In the first presentation, this graphic popped up, and a collective “ooh” and then an “aah” went round the room. You may be forgiven for wondering why it generated such a response – it doesn’t look particularly inspiring!
It’s because this picture demonstrates what happens when there is a strong national strategy on breastfeeding – and also what happens when there isn’t.
In the late 1990s, Brazil made a concerted effort to improve infant health through a drive to increase breastfeeding rates in the country. They put in place legislation to protect mothers, training for health professionals, breastfeeding promotion – along with the money to pay for it all. And they had a national coordinated breastfeeding strategy to make it happen.
At the same time, Mexico had no such national strategy. Half-hearted efforts were made in some areas, such as training for health professionals and public promotion of breastfeeding.
As the graphs show, Brazil was able to significantly increase breastfeeding rates over that period while in Mexico they stagnated.
Without a strong, national, coordinated breastfeeding strategy to drive things forward, everything else is just wheels turning in the wind.
That’s the metaphor – what does this all mean in practice for the UK?
Let’s imagine a mother, who has her baby in a Baby Friendly hospital  and breastfeeding gets off to a good start. But then she arrives home and starts to experience some problems. Her health visitor suggests she gives the baby some formula . She’s seen some adverts on television and buys a particular brand of formula because it’s “closer to breastmilk” . She lives in a rural area, and the nearest breastfeeding support group is 10 miles away and she doesn’t drive . Her husband has seen the adverts too so he knows that “good dads do the night feeds” . After a couple of weeks the baby is getting more and more formula and is breastfeeding less and less. Her husband suggests she’s given breastfeeding a good go but maybe she should stop now . She had wanted to breastfeed for longer but she gives up .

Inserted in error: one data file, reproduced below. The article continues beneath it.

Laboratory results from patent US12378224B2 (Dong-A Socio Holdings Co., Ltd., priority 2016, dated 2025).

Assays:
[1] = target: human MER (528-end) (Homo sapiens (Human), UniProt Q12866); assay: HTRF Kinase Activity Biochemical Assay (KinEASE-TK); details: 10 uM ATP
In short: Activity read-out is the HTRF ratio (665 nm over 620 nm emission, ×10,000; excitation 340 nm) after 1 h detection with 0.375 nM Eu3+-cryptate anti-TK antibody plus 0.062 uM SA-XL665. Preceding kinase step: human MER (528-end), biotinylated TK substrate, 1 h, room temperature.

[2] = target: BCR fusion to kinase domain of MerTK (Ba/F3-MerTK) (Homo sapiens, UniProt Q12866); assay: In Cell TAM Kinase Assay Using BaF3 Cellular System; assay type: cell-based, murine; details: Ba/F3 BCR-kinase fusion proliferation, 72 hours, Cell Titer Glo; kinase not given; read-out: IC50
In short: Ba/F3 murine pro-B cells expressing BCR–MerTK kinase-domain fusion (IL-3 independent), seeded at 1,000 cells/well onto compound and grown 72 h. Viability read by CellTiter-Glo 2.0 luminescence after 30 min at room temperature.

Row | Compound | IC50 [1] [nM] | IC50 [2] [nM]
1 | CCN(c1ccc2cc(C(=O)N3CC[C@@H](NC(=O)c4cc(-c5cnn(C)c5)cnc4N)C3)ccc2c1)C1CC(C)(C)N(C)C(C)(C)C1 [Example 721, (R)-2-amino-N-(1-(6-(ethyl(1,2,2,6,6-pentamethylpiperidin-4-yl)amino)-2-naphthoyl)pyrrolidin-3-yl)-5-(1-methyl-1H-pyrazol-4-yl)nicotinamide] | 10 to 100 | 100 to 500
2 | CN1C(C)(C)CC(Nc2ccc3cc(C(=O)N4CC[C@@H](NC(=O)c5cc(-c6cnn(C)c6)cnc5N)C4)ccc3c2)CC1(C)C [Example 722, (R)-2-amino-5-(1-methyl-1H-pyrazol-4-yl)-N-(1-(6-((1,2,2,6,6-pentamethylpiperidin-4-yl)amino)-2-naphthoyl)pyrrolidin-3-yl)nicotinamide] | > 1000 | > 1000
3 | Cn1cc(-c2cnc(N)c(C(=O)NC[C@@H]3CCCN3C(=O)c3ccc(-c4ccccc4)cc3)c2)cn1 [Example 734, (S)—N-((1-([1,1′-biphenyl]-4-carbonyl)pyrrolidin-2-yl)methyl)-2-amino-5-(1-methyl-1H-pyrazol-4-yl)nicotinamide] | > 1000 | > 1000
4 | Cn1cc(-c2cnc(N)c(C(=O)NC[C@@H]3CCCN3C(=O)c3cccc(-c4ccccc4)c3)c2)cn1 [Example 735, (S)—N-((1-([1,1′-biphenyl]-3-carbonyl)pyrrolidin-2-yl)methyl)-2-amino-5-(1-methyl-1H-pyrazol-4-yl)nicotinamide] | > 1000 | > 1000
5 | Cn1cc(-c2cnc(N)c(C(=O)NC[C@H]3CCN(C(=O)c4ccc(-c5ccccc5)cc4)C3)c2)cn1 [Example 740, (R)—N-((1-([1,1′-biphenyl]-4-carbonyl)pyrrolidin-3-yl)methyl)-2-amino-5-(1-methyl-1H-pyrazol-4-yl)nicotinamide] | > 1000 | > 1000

- Indicator 2 of the WBTi asks – are babies born in Baby Friendly hospitals?
- Indicator 5 asks – do health professionals have adequate breastfeeding training?
- Indicator 3 asks – is the International Code of Marketing of Breastmilk Substitutes fully implemented?
- Indicator 6 asks– do all mothers have access to breastfeeding support in the community?
- (see Indicator 3)
- Indicator 7 asks – do parents have access to good information about breastfeeding and the risks of using formula?
- Indicator 12 asks – what percentage of babies are exclusively breastfed for the first six months?
Without this central cog (Indicator 1) driving all the other cogs (Indicators 2-10) things cannot move forward. This point is also made clear in a new report from Save the Children, which looked at breastfeeding policies and practices in six countries, including the UK.
The WHO Global Strategy on Infant and Young Child Health (which the UK is signed up to) states that each country should have:
- a national breastfeeding policy
- a plan of action based on that policy
- that plan must be adequately funded
- there needs to be a National Breastfeeding Committee
- that committee must meet on a regular basis to review progress
- that committee needs to link effectively with public health bodies
- that committee must have a coordinator who communicates national policy at regional and local levels
Indicator 1 of the WBTi assessment asks whether a country has each of the above and gives a total score out of 10. How well do you think the UK as whole will score? How would the countries of the UK score individually? What do we need to do to improve that score? How can policies be turned into actions at a local level?
Post your comments below or on our Facebook page.
In the next blog post we will be talking about Indicator 2 – Baby Friendly care and Baby-Friendly Hospital Initiative and will be asking for your thoughts about how things can be improved.